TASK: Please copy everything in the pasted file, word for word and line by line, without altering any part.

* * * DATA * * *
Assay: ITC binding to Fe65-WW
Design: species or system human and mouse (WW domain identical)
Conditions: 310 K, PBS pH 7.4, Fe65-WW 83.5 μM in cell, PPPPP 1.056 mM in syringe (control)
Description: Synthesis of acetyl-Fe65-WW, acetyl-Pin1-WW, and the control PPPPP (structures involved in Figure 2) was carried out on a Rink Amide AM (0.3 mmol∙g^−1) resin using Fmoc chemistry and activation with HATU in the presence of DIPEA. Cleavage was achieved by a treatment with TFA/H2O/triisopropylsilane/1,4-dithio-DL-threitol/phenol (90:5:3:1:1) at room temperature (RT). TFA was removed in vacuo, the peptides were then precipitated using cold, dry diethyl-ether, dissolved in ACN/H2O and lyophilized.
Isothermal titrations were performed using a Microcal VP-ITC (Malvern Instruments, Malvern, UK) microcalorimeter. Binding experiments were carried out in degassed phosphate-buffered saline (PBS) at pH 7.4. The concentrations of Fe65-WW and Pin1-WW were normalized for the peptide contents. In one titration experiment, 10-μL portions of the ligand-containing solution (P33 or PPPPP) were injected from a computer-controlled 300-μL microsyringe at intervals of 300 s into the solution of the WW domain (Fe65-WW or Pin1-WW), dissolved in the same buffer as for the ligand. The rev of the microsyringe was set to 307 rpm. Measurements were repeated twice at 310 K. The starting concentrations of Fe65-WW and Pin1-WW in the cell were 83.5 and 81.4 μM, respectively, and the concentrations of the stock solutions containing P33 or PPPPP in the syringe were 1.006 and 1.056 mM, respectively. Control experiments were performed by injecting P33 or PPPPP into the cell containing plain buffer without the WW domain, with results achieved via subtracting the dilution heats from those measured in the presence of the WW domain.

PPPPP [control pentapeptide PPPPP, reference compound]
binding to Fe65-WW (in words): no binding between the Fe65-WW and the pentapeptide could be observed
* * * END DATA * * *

Assay: ITC binding to Fe65-WW
Design: species or system human and mouse (WW domain identical)
Conditions: 310 K, PBS pH 7.4, Fe65-WW 83.5 μM in cell, PPPPP 1.056 mM in syringe (control)
Description: Synthesis of acetyl-Fe65-WW, acetyl-Pin1-WW, and the control PPPPP (structures involved in Figure 2) was carried out on a Rink Amide AM (0.3 mmol∙g^−1) resin using Fmoc chemistry and activation with HATU in the presence of DIPEA. Cleavage was achieved by a treatment with TFA/H2O/triisopropylsilane/1,4-dithio-DL-threitol/phenol (90:5:3:1:1) at room temperature (RT). TFA was removed in vacuo, the peptides were then precipitated using cold, dry diethyl-ether, dissolved in ACN/H2O and lyophilized.
Isothermal titrations were performed using a Microcal VP-ITC (Malvern Instruments, Malvern, UK) microcalorimeter. Binding experiments were carried out in degassed phosphate-buffered saline (PBS) at pH 7.4. The concentrations of Fe65-WW and Pin1-WW were normalized for the peptide contents. In one titration experiment, 10-μL portions of the ligand-containing solution (P33 or PPPPP) were injected from a computer-controlled 300-μL microsyringe at intervals of 300 s into the solution of the WW domain (Fe65-WW or Pin1-WW), dissolved in the same buffer as for the ligand. The rev of the microsyringe was set to 307 rpm. Measurements were repeated twice at 310 K. The starting concentrations of Fe65-WW and Pin1-WW in the cell were 83.5 and 81.4 μM, respectively, and the concentrations of the stock solutions containing P33 or PPPPP in the syringe were 1.006 and 1.056 mM, respectively. Control experiments were performed by injecting P33 or PPPPP into the cell containing plain buffer without the WW domain, with results achieved via subtracting the dilution heats from those measured in the presence of the WW domain.

PPPPP [control pentapeptide PPPPP, reference compound]
binding to Fe65-WW (in words): no binding between the Fe65-WW and the pentapeptide could be observed